Identification of mycobacterial RplJ/L10 and RpsA/S1 proteins as novel targets for CD4+ T cells

Alison J. Johnson, Steven C. Kennedy, Cecilia S.Lindestam Arlehamn, Michael F. Goldberg, Neeraj K. Saini, Jiayong Xu, Sinu Paul, Subray S. Hegde, John S. Blanchard, John Chan, William R. Jacobs, Alessandro Sette, Steven A. Porcelli

Research output: Contribution to journalArticlepeer-review

14 Scopus citations


Tuberculosis (TB) due to Mycobacterium tuberculosis remains a major global infectious disease problem, and a more efficacious vaccine is urgently needed for the control and prevention of disease caused by this organism. We previously reported that a genetically modified strain of Mycobacterium smegmatis called IKEPLUS is a promising TB vaccine candidate. Since protective immunity induced by IKEPLUS is dependent on antigen-specific CD4+ T cell memory, we hypothesized that the specificity of the CD4+ T cell response was a critical feature of this protection. Using in vitro assays of interferon gamma production (enzyme-linked immunosorbent spot [ELISPOT] assays) by splenocytes from IKEPLUS-immunized C57BL/6J mice, we identified an immunogenic peptide within the mycobacterial ribosomal large subunit protein RplJ, encoded by the Rv0651 gene. In a complementary approach, we generated major histocompatibility complex (MHC) class II-restricted T cell hybridomas from IKEPLUS-immunized mice. Screening of these T cell hybridomas against IKEPLUS and ribosomes enriched from IKEPLUS suggested that the CD4+ T cell response in IKEPLUS-immunized mice was dominated by the recognition of multiple components of the mycobacterial ribosome. Importantly, CD4+ T cells specific for mycobacterial ribosomes accumulate to significant levels in the lungs of IKEPLUSimmunized mice following aerosol challenge with virulent M. tuberculosis, consistent with a role for these T cells in protective host immunity in TB. The identification of CD4+ T cell responses to defined ribosomal protein epitopes expands the range of antigenic targets for adaptive immune responses to M. tuberculosis and may help to inform the design of more effective vaccines against tuberculosis.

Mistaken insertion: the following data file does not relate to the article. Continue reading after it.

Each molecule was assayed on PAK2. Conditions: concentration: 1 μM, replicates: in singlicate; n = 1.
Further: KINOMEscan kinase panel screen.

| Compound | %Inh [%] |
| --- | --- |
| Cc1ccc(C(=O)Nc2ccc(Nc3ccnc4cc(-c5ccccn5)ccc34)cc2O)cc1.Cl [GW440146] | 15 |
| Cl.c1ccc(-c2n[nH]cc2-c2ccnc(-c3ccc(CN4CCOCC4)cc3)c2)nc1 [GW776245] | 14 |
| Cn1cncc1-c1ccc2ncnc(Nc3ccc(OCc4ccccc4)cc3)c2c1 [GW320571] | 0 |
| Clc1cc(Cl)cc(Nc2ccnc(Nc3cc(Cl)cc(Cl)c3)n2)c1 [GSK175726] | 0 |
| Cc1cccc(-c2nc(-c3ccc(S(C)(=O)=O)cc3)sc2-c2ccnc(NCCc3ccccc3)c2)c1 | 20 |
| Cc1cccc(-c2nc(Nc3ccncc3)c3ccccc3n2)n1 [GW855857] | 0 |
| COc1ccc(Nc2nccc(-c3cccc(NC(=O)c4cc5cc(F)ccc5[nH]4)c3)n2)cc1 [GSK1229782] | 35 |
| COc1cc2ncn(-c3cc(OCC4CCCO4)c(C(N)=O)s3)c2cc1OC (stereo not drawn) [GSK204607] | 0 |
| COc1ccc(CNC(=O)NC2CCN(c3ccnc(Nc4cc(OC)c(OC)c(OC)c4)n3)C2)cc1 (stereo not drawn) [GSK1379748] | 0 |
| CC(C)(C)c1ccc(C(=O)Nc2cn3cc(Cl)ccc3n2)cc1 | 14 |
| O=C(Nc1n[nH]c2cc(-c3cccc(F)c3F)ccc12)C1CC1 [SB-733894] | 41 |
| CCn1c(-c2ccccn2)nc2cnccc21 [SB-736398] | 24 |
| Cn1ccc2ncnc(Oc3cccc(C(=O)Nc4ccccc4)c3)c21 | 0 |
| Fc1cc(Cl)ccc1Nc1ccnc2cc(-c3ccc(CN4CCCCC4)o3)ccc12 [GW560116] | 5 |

Original languageEnglish (US)
Article numbere01023-16
JournalInfection and immunity
Issue number4
StatePublished - Apr 1 2017

Bibliographical note

Funding Information:
Funding sources were NIH grant AI063537 to William R. Jacobs, Jr., and Steven A. Porcelli; NIH grant AI093649 to Steven A. Porcelli; contract HHSN272200900044C to Alessandro Sette; and NIH training grant T32 AI07506 to Alison J. Johnson.

Publisher Copyright:
© 2017 American Society for Microbiology.


  • Antigen
  • Epitope
  • Ribosome
  • T cells
  • Tuberculosis


Dive into the research topics of 'Identification of mycobacterial RplJ/L10 and RpsA/S1 proteins as novel targets for CD4+ T cells'. Together they form a unique fingerprint.

Cite this